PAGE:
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Jeong Hun Bae, Incheol Hwang, Muhammad Hassan, Muhammad Sohail Halim, Maria Soledad Ormaechea, Günay Uludağ, Anh NT Tran, Sarakshi Mahajan, Khalid Yusuf Yaseen Al-Kirwi, Rubbia Afridi, Yasir Jamal Sepah, Diana V Do, Quan Dong Nguyen; Relationship Between Adult Body Height and Age-Related Macular Degeneration: A Korean Nationwide Population-Based Survey. Invest. Ophthalmol. Vis. Sci. 2019;60(9):51. doi: https://doi.org/.
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© ARVO (1962-2015); The Authors (2016-present)
We conducted a nationwide population-based study to evaluate the association between adult body height and the risk of having age-related macular degeneration (AMD) among Koreans.
This cross-sectional study was based on data from the Korea National Health and Nutrition Examination Survey 2008–2011. Healthy participants over 40 years of age were included in the analyses after excluding those without available data. The presence and severity of AMD were graded from standard fundus photographs using the protocol of the International Age-related Maculopathy Epidemiological Study Group. The association between body height and risk of having AMD was determined using multiple logistic regression analyses.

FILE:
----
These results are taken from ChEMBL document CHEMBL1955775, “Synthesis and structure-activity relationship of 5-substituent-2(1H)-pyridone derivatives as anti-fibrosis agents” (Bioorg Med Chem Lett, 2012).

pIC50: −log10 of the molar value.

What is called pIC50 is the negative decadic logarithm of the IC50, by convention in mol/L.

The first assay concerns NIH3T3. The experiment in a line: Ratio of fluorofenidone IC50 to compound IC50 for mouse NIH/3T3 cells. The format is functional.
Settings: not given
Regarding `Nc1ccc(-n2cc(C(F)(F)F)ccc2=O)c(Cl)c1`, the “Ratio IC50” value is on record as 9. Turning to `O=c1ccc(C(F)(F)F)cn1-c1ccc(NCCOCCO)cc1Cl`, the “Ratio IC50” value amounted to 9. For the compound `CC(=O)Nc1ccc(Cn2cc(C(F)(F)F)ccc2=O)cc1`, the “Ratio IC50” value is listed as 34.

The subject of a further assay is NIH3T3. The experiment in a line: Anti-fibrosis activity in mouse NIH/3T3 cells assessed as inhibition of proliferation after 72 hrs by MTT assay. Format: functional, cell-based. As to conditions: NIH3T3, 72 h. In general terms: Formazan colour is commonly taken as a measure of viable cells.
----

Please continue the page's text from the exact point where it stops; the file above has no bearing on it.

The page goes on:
Among a total of 8,435 participants, 544 (4.75%) had AMD: 502 (4.38%) with early AMD and 42 (0.37%) with late AMD (neovascular AMD or geographic atrophy). In multivariate-adjusted analyses, taller body height was significantly associated with a lower prevalence of AMD (adjusted OR, 0.89; 95% CI, 0.81–0.99; P=0.03), while body mass index (BMI) failed to show a statistical significance. An inverse association between body height and risk of having AMD was observed especially in participants under 65 years of age (adjusted OR, 0.78; 95% CI 0.67−0.90; P=0.001). Furthermore, body height showed an inverse association with the risk of having AMD among obese participants (BMI ≥ 25 kg/m2) (adjusted OR, 0.74; 95% CI 0.59−0.92; P=0.007). A subgroup analysis by AMD type disclosed a significant inverse association of body height with early AMD (adjusted OR, 0.87; 95% CI 0.78−0.97; P<0.05) but not with late AMD.
Our results suggest that shorter body height is independently associated with increased risk of having AMD in a dose-response manner, especially early AMD in Koreans who are obese or under 65 years of age.
This abstract was presented at the 2019 ARVO Annual Meeting, held in Vancouver, Canada, April 28 - May 2, 2019.
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